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More than just surviving

It was one battle after another for director Sergei Bodrov making his Genghis Khan story, 'Mongol.' Now he has a sense of victory.

June 01, 2008|Lewis Beale | Special to The Times

"Mongol" may fool you: It's a foreign-language film, yes, but it has enough appeal to pull in the same fanboy audience that made "300" a huge hit. Russian director Sergei Bodrov's Oscar-nominated movie about the early life of Genghis Khan, which opens Friday, is thoroughly exotic, utterly romantic, beautifully shot and features some of the bloodiest, most astounding battles ever put on screen. It is -- no kidding -- totally cool. Not that the 59-year-old Bodrov recognized this during the film's grueling shoot.

"When I was making this movie, it was a fight, a battle, a war, and I was thinking only how to survive," says Bodrov in his thick accent. "I was thinking it was a fresh story, nobody had made a movie about this guy before, but when I was making it, I didn't think about the future. Then when it was finished and I saw it for the first time, at the Toronto Film Festival, and I saw how people reacted, I thought, 'This will be good for me.' "

Bodrov isn't kidding with that war metaphor. Shooting in Mongolia, China and Kazakhstan wasn't exactly like a day on the back lot. In fact, the production was initially suspended after nine weeks because, says the director, who spoke by phone from the Cannes Film Festival, "we didn't have enough money, the weather conditions were bad, and [the production] was much bigger than we thought. So I said we would come back next year, and I was able to find more money and we were much more prepared to shoot the movie, and we did it right."

Still, some locations were so remote that the film company had to build roads to get to them. When Bodrov needed 1,500 horses and riders for a battle sequence, he had to import them from Kazakhstan into China because, he says, "The Chinese, they can't ride. You can't use the Chinese army. You have to bring the people in with their own horses, then train them, because they're not professional actors. So I brought people from Kazakhstan and they trained for two months."

Tough shoots are nothing new for Bodrov. His other Oscar-nominated film (in the foreign-language category), 1996's "Prisoner of the Mountains," was filmed in the Russian republic of Dagestan, near the Chechnyan border, where Bodrov had to hire security to protect him from drug traffickers and other forms of local lowlife. "Mongol" was particularly special for Bodrov, however, because its challenges helped the director keep his mind off the 2002 death of his son, Sergei Jr. (star of "Prisoner of the Mountains"), who had been killed in an avalanche in the Caucasus while making a film. His death, says Bodrov, "was almost a reason for me to go to unknown places and do a big, tough movie and be really busy. I was busy for four years. I'm much more serious now, taking a different approach when I make my movies. I think each one could be my last."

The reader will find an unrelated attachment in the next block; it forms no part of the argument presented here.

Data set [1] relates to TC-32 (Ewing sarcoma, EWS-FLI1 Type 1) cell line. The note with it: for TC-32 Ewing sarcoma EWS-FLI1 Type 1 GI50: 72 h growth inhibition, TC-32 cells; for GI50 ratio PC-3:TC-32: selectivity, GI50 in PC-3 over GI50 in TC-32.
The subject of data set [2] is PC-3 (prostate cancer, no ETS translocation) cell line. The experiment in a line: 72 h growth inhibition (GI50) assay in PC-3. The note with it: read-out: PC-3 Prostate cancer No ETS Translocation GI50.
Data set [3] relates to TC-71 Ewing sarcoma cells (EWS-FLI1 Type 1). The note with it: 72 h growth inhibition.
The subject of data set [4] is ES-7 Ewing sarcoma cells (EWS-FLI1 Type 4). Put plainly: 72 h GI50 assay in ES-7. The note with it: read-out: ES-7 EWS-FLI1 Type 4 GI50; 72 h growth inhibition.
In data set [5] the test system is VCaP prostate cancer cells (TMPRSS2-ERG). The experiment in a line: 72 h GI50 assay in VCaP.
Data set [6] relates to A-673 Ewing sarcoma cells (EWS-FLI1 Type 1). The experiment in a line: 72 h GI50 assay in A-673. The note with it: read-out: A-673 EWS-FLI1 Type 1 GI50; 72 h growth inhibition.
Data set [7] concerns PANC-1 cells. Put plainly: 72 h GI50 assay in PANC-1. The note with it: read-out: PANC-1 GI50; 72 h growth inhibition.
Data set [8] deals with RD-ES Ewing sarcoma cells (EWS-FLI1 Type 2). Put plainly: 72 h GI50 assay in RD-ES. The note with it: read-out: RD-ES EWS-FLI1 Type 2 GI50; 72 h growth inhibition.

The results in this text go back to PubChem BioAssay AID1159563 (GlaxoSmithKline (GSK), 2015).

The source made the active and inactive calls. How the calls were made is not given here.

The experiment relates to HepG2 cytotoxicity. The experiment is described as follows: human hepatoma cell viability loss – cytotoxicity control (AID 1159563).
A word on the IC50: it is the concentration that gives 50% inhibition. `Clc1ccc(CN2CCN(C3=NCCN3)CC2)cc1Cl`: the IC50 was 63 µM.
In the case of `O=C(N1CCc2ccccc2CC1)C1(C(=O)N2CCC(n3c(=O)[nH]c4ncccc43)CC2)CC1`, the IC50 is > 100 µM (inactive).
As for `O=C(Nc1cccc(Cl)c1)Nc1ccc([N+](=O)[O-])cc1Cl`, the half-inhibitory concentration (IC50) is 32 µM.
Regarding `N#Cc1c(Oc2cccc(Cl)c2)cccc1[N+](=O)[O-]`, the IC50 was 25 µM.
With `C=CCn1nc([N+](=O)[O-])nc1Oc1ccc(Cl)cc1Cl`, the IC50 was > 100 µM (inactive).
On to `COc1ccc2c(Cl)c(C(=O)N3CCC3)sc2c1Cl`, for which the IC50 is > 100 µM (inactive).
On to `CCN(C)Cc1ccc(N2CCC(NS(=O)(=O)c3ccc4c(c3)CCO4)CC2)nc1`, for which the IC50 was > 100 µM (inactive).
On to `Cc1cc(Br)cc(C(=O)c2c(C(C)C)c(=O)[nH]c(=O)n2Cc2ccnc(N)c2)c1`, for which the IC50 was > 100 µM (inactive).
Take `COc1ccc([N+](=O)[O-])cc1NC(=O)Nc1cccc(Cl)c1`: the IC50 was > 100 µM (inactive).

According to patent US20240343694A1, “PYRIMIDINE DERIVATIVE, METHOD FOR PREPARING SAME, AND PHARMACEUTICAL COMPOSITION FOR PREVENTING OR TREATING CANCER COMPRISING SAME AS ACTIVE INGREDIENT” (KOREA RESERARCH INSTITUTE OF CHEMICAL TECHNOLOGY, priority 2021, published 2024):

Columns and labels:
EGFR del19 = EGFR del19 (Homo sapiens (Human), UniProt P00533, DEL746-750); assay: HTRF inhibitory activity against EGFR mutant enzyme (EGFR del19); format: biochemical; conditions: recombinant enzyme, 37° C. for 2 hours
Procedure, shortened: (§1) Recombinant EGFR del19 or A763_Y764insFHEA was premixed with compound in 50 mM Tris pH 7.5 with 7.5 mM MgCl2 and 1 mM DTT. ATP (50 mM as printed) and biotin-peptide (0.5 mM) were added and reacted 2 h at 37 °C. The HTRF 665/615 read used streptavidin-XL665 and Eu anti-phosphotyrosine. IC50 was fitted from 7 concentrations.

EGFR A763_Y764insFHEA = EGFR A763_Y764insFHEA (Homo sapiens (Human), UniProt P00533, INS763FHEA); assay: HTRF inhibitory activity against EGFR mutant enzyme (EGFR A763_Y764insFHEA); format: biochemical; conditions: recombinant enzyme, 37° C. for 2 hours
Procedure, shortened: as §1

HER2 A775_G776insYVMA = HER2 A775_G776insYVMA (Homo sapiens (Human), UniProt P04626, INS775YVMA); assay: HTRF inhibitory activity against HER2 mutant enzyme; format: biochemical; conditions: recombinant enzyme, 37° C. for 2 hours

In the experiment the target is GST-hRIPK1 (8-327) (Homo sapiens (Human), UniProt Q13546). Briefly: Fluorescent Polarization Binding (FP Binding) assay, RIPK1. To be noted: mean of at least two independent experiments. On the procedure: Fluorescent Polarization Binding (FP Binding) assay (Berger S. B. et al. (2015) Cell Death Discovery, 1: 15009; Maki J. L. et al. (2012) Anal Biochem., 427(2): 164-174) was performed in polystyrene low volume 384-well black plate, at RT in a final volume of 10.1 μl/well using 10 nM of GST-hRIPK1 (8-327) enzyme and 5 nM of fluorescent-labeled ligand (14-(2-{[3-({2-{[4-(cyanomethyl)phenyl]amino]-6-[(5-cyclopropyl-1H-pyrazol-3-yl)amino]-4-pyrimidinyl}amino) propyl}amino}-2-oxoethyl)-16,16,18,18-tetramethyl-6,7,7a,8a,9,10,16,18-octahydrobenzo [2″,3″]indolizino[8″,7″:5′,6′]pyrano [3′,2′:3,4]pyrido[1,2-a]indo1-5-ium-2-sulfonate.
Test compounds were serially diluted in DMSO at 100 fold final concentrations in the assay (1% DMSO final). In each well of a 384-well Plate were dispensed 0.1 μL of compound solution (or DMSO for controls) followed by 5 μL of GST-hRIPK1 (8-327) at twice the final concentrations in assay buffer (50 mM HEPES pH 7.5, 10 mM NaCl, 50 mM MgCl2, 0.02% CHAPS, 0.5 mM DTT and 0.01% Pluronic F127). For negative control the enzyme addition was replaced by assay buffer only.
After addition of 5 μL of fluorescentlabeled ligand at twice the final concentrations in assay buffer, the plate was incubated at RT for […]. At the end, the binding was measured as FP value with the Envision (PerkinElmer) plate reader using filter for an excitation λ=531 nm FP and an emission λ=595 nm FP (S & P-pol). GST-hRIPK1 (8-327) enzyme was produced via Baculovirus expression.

The story of the great Khan also resonated for Bodrov in a geopolitical sense. When the Mongol leader, who died in 1227, consolidated all the nomadic tribes in his homeland, he and his descendants wound up conquering a good portion of Eurasia, including most of modern-day Russia. "Genghis Khan is one of the most hated names in Russia," says Bodrov. "We lived 200 years under Mongol rule and we still blame them for all our problems. People were shocked I was making a movie about him, but I said, 'Good or bad, he's part of our history.' "

Bodrov got it from both sides; contemporary Mongolians were not happy about a Russian making a film about their national hero. "It was a scandal, one I wasn't ready for," he says. "Genghis Khan's name was forbidden in Mongolia for 70 years because of the Communists and because he was a Russian enemy. When everything collapsed, he became a living god. So for Mongolians, I'm coming -- and my intentions were very good -- but for them it was not good." In fact, Bodrov was so concerned about negative reaction inside the country, he shot only landscapes there, then left.

If nothing else, the advance buzz for his latest work may give Bodrov a second chance at cracking the Hollywood inner circle. In 2000, he made "Running Free," a children's film for Columbia, but the results were disastrous -- Bodrov hints at unending studio interference but will say only that "it was not my best experience."

Now, however, after "Mongol" has made the festival circuit, Bodrov says he is getting "a lot of offers, huge offers," including the possibility of making a pirate movie or a film about the legendary Italian explorer Marco Polo. But Bodrov, who is used to making his own decisions, is no fool. He is not going to jump into the pool until he is certain he can swim.

"People like 'Mongol' because it's an epic," he says. "But I want to be very careful with projects and people."

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